(UnitedVoice.com) – Facebook was among the social media companies that controversially silenced President Trump in January following the Capitol riots. Now the company has referred its ban to its oversight board – and it’s probably not too happy with the outcome.
Following criticism of its indefinite ban on President Trump, Facebook sent the case to an oversight board that the company itself set up in 2019. Funded by a Facebook endowment, the board has 20 members and can assemble a panel of five judges to rule on any individual case. Board members are a mix of journalists, lawyers and former politicians. Their job is to decide if Facebook has followed its own rules on suspending or closing user accounts.
What Is the Facebook Oversight Board?
The board has ordered Facebook to reassess Trump’s account within six months of its ruling, warning the company that sanctions need to be “clear, necessary and appropriate.” They are basing their decision on “the gravity of the violation and the prospect of future harm.”
In its ruling, issued on May 5, the board said the company was justified in suspending the president’s accounts from both Facebook and Instagram – but that the permanent suspension was “not permissible.”
When Facebook users violate policies, the board pointed out that normal penalties include removing the offending content, a suspension for a specified length of time, or a permanent block. Trump’s account has been suspended, not blocked, but Facebook has failed to say how long the suspension will last. Slamming this policy, the board said Facebook “did not follow a clear, published procedure.”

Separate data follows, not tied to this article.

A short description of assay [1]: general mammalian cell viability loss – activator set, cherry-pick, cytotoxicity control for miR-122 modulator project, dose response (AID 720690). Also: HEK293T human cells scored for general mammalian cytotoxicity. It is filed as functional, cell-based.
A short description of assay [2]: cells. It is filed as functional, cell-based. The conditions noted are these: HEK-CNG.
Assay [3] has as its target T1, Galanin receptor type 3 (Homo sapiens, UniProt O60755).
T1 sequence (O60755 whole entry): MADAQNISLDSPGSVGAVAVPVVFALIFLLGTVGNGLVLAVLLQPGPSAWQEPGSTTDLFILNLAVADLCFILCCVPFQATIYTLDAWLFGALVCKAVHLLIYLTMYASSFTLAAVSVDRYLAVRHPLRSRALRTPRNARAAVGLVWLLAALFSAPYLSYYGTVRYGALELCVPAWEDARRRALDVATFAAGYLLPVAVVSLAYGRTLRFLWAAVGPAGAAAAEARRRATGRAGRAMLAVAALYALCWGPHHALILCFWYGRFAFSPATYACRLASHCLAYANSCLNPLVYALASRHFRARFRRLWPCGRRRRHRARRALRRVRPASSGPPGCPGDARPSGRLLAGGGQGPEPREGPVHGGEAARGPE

Will Trump Be Back?
Warning the company that sanctions need to be “clear, necessary and appropriate,” the board has ordered Facebook to reassess Trump’s account within six months of its ruling, basing their decision on “the gravity of the violation and the prospect of future harm.”
When they referred the suspension to the board, Facebook asked for permission to keep it in place. The board’s reply was harsh. “In applying a vague, standardless penalty and then referring this case to the Board to resolve, Facebook seeks to avoid its responsibilities,” they said. “The Board declines Facebook’s request.”
Now, Facebook has to decide whether they can justify permanently deleting the former president’s account – which would provoke a powerful backlash and could be difficult to justify under their own rules – or lift the suspension. Meanwhile, Trump has launched his own platform to get his message out to his millions of supporters. Big Tech’s contempt for freedom of speech could be sowing the seeds of their future irrelevance.
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